Review of Neurology Services - Terms of Reference


The current neurology service model in NI has largely focused on outpatient delivery.

There are approximately 11,000 referrals from GPs for outpatient neurology per annum and 7,000 referrals from other consultants.

Current outpatient clinic capacity is for 11,535 patients per year to be seen.

There is, therefore, a significant shortfall in outpatient capacity, which is compounded when the capacity required for planned reviews is taken into account.

Neurological disorders (including stroke) also account for about 15% of emergency department attendances and about 10% of emergency medical admissions (excluding stroke).

The involvement of neurologists in unscheduled care, in addition to that provided from the Regional Neurology Unit in the Belfast Trust, is an area of increasing focus.

As currently configured, neurology therefore faces significant challenges in terms of waiting list size and length of wait.

There are large waiting lists for patients waiting for a first consultant-led neurology outpatient appointment.

At the beginning of June 2018 there were 17,987 people on the waiting list with 15,751 waiting more than 9 weeks, 14,168 people waiting more than 18 weeks and 9,325 people waiting more than one year.

On 1 May 2018, the Belfast Trust recalled 2,529 neurology patients following an internal Trust review of one consultant's patients and an external review carried out by the Royal College of Physicians (RCP) which raised a number of concerns.

On 31 July 2018, in the context of the commitment in Health and Wellbeing 2026: Delivering Together to undertake a programme of service configuration reviews, the Department announced a comprehensive regional review of neurology services covering all neurology specialties.

While the review focuses on the neurology service for adults, consideration will be given to the challenges faced in the transition from paediatric to adult neurology services.

Following a workshop with stakeholders in September to help shape the review, work commenced in December 2018 with the aim of producing an initial report by early 2019.


Building on existing information from an earlier Neurology Service Needs Assessment, National guidance and benchmarking against professional best practice, identify future demand for adult neurology services taking into account future demographic changes and the range of interlinking specialties/specialists;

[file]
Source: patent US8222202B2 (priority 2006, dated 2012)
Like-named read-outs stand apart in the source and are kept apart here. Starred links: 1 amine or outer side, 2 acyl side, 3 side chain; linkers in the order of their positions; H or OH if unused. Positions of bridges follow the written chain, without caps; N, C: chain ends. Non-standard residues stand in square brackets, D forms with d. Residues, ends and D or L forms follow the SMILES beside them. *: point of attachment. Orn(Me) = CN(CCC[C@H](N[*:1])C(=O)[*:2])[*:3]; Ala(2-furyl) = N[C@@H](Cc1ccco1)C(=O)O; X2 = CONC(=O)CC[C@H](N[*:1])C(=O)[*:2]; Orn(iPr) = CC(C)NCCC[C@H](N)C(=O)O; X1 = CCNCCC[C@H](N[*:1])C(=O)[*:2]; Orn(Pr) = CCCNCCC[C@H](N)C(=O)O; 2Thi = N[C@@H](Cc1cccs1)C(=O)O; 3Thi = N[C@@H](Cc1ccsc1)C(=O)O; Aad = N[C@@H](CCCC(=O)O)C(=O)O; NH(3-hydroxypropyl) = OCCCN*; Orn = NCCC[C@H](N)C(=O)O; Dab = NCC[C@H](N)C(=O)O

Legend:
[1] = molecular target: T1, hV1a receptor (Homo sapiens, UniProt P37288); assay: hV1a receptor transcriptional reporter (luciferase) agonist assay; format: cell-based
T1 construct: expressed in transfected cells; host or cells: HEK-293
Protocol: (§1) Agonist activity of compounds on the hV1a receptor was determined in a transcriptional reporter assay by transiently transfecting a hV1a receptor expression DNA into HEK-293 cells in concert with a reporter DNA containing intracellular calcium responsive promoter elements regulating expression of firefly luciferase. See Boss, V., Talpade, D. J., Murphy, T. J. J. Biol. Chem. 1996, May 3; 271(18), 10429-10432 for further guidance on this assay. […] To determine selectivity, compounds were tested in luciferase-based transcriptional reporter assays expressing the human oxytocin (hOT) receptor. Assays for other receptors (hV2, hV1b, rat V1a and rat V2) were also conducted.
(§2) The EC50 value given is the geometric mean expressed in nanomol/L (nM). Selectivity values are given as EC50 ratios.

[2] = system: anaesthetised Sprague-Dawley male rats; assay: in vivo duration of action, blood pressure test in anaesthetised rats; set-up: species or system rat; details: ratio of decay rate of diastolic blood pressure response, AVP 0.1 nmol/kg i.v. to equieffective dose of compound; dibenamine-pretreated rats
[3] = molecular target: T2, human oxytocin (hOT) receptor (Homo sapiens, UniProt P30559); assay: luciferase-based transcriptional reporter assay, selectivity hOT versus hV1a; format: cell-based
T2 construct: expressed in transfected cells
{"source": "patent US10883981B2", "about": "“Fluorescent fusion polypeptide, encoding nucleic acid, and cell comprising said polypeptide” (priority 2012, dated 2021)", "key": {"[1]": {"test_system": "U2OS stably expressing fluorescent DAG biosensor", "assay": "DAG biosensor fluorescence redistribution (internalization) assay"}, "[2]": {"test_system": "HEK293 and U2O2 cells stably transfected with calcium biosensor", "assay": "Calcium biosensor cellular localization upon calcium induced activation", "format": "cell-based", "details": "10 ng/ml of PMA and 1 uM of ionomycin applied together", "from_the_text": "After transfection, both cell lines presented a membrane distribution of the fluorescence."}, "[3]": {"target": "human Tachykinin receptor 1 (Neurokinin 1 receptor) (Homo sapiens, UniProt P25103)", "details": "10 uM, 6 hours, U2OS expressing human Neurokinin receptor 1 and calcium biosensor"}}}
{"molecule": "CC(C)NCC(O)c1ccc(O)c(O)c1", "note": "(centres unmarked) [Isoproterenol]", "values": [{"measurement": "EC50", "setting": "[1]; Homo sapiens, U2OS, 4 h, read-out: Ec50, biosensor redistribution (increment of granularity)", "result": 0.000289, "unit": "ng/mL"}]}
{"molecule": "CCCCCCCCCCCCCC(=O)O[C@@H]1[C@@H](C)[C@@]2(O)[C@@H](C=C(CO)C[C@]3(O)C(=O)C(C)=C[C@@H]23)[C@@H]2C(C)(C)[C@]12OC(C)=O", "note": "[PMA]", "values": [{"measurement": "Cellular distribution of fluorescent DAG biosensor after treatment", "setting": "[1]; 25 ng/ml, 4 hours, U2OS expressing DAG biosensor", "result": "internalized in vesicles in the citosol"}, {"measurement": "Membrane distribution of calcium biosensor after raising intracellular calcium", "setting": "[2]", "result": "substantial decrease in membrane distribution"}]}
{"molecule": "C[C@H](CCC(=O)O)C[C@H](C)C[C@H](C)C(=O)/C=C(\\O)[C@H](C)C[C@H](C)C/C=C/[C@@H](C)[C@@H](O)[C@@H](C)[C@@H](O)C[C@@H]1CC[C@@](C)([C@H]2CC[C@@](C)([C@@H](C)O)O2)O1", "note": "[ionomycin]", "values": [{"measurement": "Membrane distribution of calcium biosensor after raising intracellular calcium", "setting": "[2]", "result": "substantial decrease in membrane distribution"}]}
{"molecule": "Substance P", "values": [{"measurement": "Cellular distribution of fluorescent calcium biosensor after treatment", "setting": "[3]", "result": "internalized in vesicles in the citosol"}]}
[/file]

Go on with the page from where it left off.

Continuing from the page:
Review the existing policy framework and developments across the UK and, taking into account service user and carer views, consider how the future configuration of neurology services can adopt:

  • advancements in technology including the use of e-triage and virtual clinics;
  • new models for both scheduled and unscheduled care; and
  • integrated care pathways spanning primary and community, secondary and tertiary care.

Building on the Neurological Workforce Planning report 2017-2024, which estimated consultant workforce requirements, identify the workforce and training needs of future service models having regard to:

  • extant professional, clinical and Departmental guidance;
  • new clinical roles, skill-mix, multi-disciplinary working and limits of professional competence;
  • building effective networks of care across the region;
  • ensuring region-wide service resilience with appropriate escalation arrangements.

To consider the potential for:

  • joint initiatives nationally and internationally including on a cross-border basis; and
  • the development of research capacity including participation in clinical trials.

Identify actions required to ensure services are underpinned by effective governance and quality assurance mechanisms, taking into account the findings of the RQIA review.

Produce a strategic framework with accompanying implementation and investment plan setting out a resilient platform for neurological services that will:

  • ensure that patients across Northern Ireland receive timely access to neurological assessment, diagnosis, treatment, condition management support, and rehabilitation; and
  • enhance primary and community service provision so that unnecessary admissions, excess bed days and length of stay are reduced.


The review will be chaired by Dr John Craig, Consultant Neurologist.
Membership of the project team will include:

  • HSC Board - Commissioning;
  • HSC Board - Data
  • PHA Public Health Medicine;
  • HSC Neurology X 2;
  • PHA Nursing/AHP;
  • niNCA;
  • Royal College GPs.

Membership will be kept under review to ensure suitable representation. The work of the Project Team will also be supported by workstreams as required.


Meetings will take place at least every four weeks, with workstreams meeting more frequently as required.

Proposed Approach

The Review Team will produce an interim report by March 2019 with a final report by Summer 2019.


Identification of optimal service configuration of neurology services for the next 10-15 years

Home page          Next Page - Interim Report

Back to top